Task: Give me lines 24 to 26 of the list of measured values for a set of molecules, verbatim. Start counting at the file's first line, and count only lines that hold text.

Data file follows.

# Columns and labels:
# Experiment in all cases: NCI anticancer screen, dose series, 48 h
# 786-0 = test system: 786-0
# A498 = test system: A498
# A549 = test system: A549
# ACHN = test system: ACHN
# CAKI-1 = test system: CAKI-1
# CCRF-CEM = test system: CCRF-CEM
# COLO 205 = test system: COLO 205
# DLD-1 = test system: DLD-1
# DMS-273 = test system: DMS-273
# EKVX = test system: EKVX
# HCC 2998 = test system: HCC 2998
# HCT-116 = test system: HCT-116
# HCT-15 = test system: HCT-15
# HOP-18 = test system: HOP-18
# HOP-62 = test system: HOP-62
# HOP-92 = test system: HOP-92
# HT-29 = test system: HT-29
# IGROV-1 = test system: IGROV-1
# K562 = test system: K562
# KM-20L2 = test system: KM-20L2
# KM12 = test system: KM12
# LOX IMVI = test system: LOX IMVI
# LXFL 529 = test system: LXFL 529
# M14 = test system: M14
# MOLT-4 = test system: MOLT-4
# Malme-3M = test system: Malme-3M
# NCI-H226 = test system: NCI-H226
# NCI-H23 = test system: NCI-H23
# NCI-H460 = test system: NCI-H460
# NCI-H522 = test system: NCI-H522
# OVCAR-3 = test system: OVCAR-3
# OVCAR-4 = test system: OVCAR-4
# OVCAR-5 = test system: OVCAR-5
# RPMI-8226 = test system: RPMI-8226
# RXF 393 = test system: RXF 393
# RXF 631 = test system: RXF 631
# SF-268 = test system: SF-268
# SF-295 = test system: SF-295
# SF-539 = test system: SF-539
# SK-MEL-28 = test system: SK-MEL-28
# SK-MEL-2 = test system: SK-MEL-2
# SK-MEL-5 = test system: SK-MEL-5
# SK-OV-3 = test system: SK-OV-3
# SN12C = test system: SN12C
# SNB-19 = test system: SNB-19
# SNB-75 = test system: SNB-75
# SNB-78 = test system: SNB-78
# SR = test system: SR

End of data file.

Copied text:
# LOX IMVI = test system: LOX IMVI
# LXFL 529 = test system: LXFL 529
# M14 = test system: M14